FROM Charles Seife
Separating Truth from Fiction in Science Last year, headlines all over the world claimed that eating dark chocolate would help people lose weight. The London tabloid, Daily Star proclaimed, "Eating Chocolate Can Help You Lose Weight;" the June issue of Shape magazine told readers, "Why You Must Eat Chocolate Daily." The story behind the hype was based on science. In fact, it was a ruse — designed to demonstrate how easy it is to circulate conclusions drawn from poorly designed studies that don't really prove what they claim to – and the bad science was passed along by reporters and editors who failed to check out the facts. How does the public know what to believe? It's a question as old as journalism, but harder than ever to answer in the age of the Internet. We hear how junk science finds its way into what look like reliable places that aren't what they seem.
Mixed Messages from US diplomats on the new hard line on Syria Since President Trump's surprise retaliation against Syria's use of chemical weapons, Bashar al-Assad has used the same airport to launch conventional attacks on his own people. It's not clear what the US, its allies — or Vladimir Putin's Russia -- plan to do now.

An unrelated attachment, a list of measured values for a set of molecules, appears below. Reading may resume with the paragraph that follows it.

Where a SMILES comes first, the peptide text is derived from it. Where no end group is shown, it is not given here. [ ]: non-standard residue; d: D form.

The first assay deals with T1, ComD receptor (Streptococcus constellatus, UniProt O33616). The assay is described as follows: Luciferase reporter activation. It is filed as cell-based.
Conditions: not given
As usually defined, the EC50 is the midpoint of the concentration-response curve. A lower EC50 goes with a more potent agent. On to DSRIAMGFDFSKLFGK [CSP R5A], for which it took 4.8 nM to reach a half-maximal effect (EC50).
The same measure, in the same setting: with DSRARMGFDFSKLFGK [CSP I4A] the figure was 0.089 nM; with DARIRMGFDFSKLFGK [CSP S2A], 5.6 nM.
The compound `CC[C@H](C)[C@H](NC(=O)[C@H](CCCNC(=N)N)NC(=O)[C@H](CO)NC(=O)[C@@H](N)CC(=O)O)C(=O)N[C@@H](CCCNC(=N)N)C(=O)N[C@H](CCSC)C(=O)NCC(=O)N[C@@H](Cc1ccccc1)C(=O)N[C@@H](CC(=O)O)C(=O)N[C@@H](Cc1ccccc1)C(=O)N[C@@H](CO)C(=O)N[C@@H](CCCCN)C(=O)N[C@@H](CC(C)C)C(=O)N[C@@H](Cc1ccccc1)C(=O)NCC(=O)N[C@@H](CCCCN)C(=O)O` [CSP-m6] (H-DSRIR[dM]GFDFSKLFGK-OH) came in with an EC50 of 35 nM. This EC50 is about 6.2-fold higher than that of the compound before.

Truth and Lies in Trumpland Donald Trump is using mis-information like no President has before him. It's an unprecedented challenge to the news media, and a potential threat to democracy. We hear how the "leader of all the people" is dividing Americans and confusing the rest of the world.
The flight bumping heard around 'round the world Recent video of a passenger forcibly removed from a United Airlines plane is a worst-case example of what's happened since consolidation into just four US-based carriers. Management seems to be tone-deaf to a decline in service — and even abuse — of passengers.
Will the march for science politicize objective research? Protesters are gathering all over the country for tomorrow's Earth Day March for Science. Since President Trump has proposed massive cuts in basic scientific research, will the movement be perceived as partisan politics — whether scientists themselves like it or not?